The last time one of the Breguet resonance watches came up for sale was back in 2012 at Christie’s (no. 2667) and it sold for 4.3million CHF. Although there is a practice within auction houses of offering lots at low estimates to engage interested bidders, the suggested range for no. 2788 was only 10 percent of the sale price for an arguably lesser watch eight years earlier. The “numbers” were not adding up. Why would the L.A. Mayer museum part ways with its most valuable piece and why at such low range for bids?
No. 2788 was interesting for reasons beyond horology. After being part of the Royal household, it went missing for several years, then showed up under the ownership of Sir Berkeley Sheffield, Bt. and then of Louis Desoutter before he sold it to Sir David Salomons in May 1920. The watch was passed onto his daughter: Vera Bryce Salomons who in turn donated the collection to the L.A. Mayer Museum in Jerusalem.
The watch collection was held on display there until April 1983 when a lone thief – Na’aman Diller -broke into the room and stole most of the important watches in the cabinets. The most famous of which was the Breguet no. 160 “Marie Antoinette”. When I asked as to whether the no. 2788 was part of Diller’s inventory, the auction house and the museum declined to comment. However, it is known that Diller was meticulous in his planning and knew which the most valuable watches were to take. It is highly likely that no. 2788 was taken along with the 160 and just over one hundred others.
Whether the watch was returned by Diller or whether it never left the building, no. 2788 remained at the museum once Diller’s illegally obtained items were returned and until it was selected to be part of the auction in London.
Shortly after the post on Instagram (22nd October 2020), I received a call to notify me that a lawsuit had been filed in a court in Jerusalem against the sale of the items from the L.A. Mayer Museum of Islamic Art with the Ministry of Justice, Corporate Authority and Registrar of Associations (case number: C1 / 1.15 / 122).
The filed lawsuit listed a series of 18 complaints that questioned the ownership of the items, the rationale given for selling them and the timing of the sale in general. In short, the lawsuit pointed out that if the items were the L.A. Mayer Museum’s to sell and if they reached their upper estimate total in the catalogue, the museum could only run for another year on the money. More to the point, the bulk of the funding (around 80 percent) came from a very well-endowed trust fund: the Herman de Stern Foundation.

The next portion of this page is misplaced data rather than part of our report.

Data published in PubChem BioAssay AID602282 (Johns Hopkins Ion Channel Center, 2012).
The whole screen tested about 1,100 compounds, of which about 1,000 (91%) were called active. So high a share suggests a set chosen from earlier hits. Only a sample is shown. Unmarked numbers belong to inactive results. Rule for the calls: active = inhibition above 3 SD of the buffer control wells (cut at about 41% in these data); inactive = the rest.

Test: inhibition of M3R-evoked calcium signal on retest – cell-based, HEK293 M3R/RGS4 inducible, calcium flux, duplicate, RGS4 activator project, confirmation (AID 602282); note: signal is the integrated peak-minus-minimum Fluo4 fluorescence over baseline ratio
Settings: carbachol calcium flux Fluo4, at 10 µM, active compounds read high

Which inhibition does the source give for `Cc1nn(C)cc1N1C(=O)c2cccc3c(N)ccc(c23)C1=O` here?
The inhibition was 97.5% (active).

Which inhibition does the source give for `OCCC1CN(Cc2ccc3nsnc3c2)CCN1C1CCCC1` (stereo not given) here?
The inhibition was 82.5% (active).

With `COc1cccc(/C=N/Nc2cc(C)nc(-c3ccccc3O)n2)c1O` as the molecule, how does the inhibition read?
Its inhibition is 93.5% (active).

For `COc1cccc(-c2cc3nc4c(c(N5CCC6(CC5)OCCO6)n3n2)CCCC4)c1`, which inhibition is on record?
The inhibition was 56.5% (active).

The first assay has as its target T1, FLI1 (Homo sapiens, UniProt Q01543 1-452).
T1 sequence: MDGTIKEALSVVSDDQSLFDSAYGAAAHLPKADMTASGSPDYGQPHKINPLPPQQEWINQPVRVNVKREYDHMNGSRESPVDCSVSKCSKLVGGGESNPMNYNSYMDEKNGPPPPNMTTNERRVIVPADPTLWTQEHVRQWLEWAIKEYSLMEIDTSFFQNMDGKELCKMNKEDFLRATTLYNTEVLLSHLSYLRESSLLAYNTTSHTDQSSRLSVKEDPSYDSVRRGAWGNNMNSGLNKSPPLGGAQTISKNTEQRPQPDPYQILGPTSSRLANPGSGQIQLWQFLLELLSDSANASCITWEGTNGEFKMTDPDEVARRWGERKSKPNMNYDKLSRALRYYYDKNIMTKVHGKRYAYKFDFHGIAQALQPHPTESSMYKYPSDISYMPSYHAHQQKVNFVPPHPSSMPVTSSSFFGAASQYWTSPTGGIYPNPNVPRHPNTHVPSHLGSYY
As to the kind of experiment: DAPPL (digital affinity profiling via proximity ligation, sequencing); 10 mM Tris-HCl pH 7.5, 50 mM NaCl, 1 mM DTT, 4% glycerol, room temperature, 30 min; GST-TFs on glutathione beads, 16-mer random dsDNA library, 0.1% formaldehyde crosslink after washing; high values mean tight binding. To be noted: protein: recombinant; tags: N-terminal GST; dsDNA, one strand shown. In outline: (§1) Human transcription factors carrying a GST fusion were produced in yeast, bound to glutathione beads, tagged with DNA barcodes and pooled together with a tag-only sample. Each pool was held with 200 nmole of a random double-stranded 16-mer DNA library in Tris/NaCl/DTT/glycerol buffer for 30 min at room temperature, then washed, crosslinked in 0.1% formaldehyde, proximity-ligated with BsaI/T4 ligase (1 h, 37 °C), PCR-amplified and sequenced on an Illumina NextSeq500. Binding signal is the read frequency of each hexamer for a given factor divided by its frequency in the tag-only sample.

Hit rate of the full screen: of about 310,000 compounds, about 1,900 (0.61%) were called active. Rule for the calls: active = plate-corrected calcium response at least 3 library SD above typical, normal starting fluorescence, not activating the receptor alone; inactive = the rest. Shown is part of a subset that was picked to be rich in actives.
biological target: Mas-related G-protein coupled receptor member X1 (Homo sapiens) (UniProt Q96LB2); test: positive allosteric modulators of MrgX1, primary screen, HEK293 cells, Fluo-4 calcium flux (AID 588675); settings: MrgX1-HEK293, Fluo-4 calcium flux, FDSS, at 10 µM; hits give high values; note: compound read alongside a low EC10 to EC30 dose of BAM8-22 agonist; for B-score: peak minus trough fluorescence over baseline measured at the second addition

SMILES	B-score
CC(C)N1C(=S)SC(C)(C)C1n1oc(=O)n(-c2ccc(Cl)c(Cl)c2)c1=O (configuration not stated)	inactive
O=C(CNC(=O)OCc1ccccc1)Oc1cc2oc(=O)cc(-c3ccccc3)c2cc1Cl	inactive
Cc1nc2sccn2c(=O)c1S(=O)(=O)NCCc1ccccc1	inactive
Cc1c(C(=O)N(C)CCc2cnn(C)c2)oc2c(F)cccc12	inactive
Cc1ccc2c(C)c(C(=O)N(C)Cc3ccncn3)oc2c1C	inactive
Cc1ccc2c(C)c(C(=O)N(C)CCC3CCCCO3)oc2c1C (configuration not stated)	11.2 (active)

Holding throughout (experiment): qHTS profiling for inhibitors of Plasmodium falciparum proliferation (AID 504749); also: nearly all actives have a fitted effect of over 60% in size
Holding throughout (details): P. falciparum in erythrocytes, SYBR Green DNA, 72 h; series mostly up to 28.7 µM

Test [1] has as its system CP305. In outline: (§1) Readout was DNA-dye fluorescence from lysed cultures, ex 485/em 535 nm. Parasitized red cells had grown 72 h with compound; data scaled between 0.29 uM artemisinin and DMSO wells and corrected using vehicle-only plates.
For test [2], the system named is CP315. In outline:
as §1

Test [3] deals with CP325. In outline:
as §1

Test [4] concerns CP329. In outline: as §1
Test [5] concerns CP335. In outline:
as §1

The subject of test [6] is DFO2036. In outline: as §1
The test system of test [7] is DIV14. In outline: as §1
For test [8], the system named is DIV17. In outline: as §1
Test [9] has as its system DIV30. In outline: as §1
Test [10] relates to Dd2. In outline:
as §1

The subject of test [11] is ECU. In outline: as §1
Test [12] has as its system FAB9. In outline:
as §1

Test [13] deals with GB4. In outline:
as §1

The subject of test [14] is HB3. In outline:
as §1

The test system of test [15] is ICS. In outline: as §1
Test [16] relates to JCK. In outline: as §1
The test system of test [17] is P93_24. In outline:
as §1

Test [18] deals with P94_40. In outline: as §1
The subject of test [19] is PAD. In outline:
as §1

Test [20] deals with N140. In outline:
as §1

The Israeli press was alerted. I was interviewed by The Times of Israel on the matter. The sale itself was halted three days before the auction was to take place once President Rivlin tweeted that Israel’s museums were “The repositories of enormous spiritual and material assets for the State of Israel and the Middle East, and we must do all we can to keep them in Israel.” The Hermann de Stern Foundation then suspended the auction “Due to our great respect for the president of Israel” promising to come to an agreement with the Ministry of Culture; but the questions over why the sale and the selection of items remained.
The movement of the Breguet no. 2788, a compendium of his final thoughts on resonance.
In the time since the suspension of the auction, there have been several other developments. The intended liquidation of assets has become headline news in Israel and other lawsuits have now been filed. Other evidence has come to light to question why the auction was necessary or which entity had the legal authority to sell.
A confidential investigation by an asset tracing company into the financial well-being of the Stern foundation in November 2020 concluded that “Therefore, while it remains entirely possible for the Museum to have suffered financial pressures in recent times and particularly in light of the ongoing COVID-19 pandemic, we do not note the presence of significant financial red flags as cited to drive the disputed auction”. The need to reportedly sell significant items from the museum’s collection is not born out by the financial accounts.
There is also the question of ownership and whether the museum or the trust had the right to sell the items in the first place. Some of the board members of the foundation also sit on the board of the museum. According to Israeli lawyer Shachar Ben-Meir, quoted in Haaretz, there is a conflict of interest in the decision-making. All decisions should be made solely for the museum’s benefit and not benefit the foundation or vice versa.